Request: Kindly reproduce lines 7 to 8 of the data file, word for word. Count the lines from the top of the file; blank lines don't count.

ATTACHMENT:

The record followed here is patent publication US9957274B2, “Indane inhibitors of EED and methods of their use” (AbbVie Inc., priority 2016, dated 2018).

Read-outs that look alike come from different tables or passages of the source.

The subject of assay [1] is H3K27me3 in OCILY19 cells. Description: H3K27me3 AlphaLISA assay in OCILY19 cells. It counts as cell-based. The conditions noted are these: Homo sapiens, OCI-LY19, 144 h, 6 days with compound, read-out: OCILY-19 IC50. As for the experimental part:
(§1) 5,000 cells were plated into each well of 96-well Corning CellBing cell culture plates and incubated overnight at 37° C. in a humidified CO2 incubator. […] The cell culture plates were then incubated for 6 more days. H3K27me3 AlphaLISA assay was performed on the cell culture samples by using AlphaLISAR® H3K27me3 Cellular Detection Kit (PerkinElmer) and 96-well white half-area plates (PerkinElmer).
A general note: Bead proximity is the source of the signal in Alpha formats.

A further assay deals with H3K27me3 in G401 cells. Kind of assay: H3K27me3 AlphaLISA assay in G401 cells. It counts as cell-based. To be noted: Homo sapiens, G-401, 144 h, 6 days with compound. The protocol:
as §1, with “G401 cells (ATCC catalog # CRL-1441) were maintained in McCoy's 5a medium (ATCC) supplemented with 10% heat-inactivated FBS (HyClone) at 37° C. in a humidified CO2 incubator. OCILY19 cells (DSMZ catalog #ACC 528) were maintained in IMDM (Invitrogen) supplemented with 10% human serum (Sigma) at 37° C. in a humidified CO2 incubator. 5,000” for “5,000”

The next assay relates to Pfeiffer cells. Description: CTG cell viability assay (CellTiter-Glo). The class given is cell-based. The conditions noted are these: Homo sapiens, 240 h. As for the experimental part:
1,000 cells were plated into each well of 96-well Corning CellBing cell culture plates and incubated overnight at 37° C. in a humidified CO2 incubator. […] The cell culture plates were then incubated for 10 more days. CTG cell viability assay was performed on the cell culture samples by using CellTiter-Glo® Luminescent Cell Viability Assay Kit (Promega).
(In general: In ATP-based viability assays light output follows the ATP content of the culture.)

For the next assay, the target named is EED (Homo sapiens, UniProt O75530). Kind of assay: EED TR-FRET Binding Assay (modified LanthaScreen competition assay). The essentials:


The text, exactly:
as §1, with “G401 cells (ATCC catalog # CRL-1441) were maintained in McCoy's 5a medium (ATCC) supplemented with 10% heat-inactivated FBS (HyClone) at 37° C. in a humidified CO2 incubator. OCILY19 cells (DSMZ catalog #ACC 528) were maintained in IMDM (Invitrogen) supplemented with 10% human serum (Sigma) at 37° C. in a humidified CO2 incubator. 5,000” for “5,000”

The next assay relates to Pfeiffer cells. Description: CTG cell viability assay (CellTiter-Glo). The class given is cell-based. The conditions noted are these: Homo sapiens, 240 h. As for the experimental part: